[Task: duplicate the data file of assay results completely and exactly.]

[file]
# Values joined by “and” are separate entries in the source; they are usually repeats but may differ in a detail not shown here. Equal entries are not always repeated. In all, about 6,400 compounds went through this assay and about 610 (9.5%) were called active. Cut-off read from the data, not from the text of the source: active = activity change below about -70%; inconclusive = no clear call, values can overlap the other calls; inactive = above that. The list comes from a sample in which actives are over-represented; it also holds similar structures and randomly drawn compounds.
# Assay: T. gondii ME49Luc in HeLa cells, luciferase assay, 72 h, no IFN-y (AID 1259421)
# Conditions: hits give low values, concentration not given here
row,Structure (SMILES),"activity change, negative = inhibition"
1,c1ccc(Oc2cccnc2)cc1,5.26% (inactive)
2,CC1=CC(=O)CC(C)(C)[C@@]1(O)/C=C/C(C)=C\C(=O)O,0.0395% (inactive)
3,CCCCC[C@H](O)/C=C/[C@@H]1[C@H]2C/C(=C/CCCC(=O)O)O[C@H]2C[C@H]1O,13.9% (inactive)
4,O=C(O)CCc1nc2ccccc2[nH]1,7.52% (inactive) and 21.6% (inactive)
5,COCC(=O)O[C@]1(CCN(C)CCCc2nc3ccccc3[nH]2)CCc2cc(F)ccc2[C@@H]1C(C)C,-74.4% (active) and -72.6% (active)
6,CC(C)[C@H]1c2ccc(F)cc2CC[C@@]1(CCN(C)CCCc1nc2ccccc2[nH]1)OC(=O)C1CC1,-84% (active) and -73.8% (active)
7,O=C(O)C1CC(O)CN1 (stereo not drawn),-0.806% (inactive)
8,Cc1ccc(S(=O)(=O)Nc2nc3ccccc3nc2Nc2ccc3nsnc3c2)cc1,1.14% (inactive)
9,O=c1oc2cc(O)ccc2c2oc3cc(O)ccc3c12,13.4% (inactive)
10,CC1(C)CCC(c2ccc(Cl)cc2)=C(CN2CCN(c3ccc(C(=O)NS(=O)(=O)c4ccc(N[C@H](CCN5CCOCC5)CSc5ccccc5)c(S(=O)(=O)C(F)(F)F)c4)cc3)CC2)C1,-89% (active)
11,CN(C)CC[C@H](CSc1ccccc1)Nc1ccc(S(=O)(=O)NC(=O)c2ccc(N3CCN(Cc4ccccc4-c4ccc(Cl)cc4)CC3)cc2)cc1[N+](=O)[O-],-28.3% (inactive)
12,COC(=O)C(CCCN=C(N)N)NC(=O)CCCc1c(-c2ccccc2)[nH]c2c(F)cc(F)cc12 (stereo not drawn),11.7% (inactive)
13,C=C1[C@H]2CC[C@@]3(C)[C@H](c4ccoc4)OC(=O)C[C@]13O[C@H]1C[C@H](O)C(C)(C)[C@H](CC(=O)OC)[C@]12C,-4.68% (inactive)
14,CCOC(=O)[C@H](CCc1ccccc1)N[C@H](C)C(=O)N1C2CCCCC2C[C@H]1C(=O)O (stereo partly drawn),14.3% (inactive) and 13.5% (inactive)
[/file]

# Values joined by “and” are separate entries in the source; they are usually repeats but may differ in a detail not shown here. Equal entries are not always repeated. In all, about 6,400 compounds went through this assay and about 610 (9.5%) were called active. Cut-off read from the data, not from the text of the source: active = activity change below about -70%; inconclusive = no clear call, values can overlap the other calls; inactive = above that. The list comes from a sample in which actives are over-represented; it also holds similar structures and randomly drawn compounds.
# Assay: T. gondii ME49Luc in HeLa cells, luciferase assay, 72 h, no IFN-y (AID 1259421)
# Conditions: hits give low values, concentration not given here
row,Structure (SMILES),"activity change, negative = inhibition"
1,c1ccc(Oc2cccnc2)cc1,5.26% (inactive)
2,CC1=CC(=O)CC(C)(C)[C@@]1(O)/C=C/C(C)=C\C(=O)O,0.0395% (inactive)
3,CCCCC[C@H](O)/C=C/[C@@H]1[C@H]2C/C(=C/CCCC(=O)O)O[C@H]2C[C@H]1O,13.9% (inactive)
4,O=C(O)CCc1nc2ccccc2[nH]1,7.52% (inactive) and 21.6% (inactive)
5,COCC(=O)O[C@]1(CCN(C)CCCc2nc3ccccc3[nH]2)CCc2cc(F)ccc2[C@@H]1C(C)C,-74.4% (active) and -72.6% (active)
6,CC(C)[C@H]1c2ccc(F)cc2CC[C@@]1(CCN(C)CCCc1nc2ccccc2[nH]1)OC(=O)C1CC1,-84% (active) and -73.8% (active)
7,O=C(O)C1CC(O)CN1 (stereo not drawn),-0.806% (inactive)
8,Cc1ccc(S(=O)(=O)Nc2nc3ccccc3nc2Nc2ccc3nsnc3c2)cc1,1.14% (inactive)
9,O=c1oc2cc(O)ccc2c2oc3cc(O)ccc3c12,13.4% (inactive)
10,CC1(C)CCC(c2ccc(Cl)cc2)=C(CN2CCN(c3ccc(C(=O)NS(=O)(=O)c4ccc(N[C@H](CCN5CCOCC5)CSc5ccccc5)c(S(=O)(=O)C(F)(F)F)c4)cc3)CC2)C1,-89% (active)
11,CN(C)CC[C@H](CSc1ccccc1)Nc1ccc(S(=O)(=O)NC(=O)c2ccc(N3CCN(Cc4ccccc4-c4ccc(Cl)cc4)CC3)cc2)cc1[N+](=O)[O-],-28.3% (inactive)
12,COC(=O)C(CCCN=C(N)N)NC(=O)CCCc1c(-c2ccccc2)[nH]c2c(F)cc(F)cc12 (stereo not drawn),11.7% (inactive)
13,C=C1[C@H]2CC[C@@]3(C)[C@H](c4ccoc4)OC(=O)C[C@]13O[C@H]1C[C@H](O)C(C)(C)[C@H](CC(=O)OC)[C@]12C,-4.68% (inactive)
14,CCOC(=O)[C@H](CCc1ccccc1)N[C@H](C)C(=O)N1C2CCCCC2C[C@H]1C(=O)O (stereo partly drawn),14.3% (inactive) and 13.5% (inactive)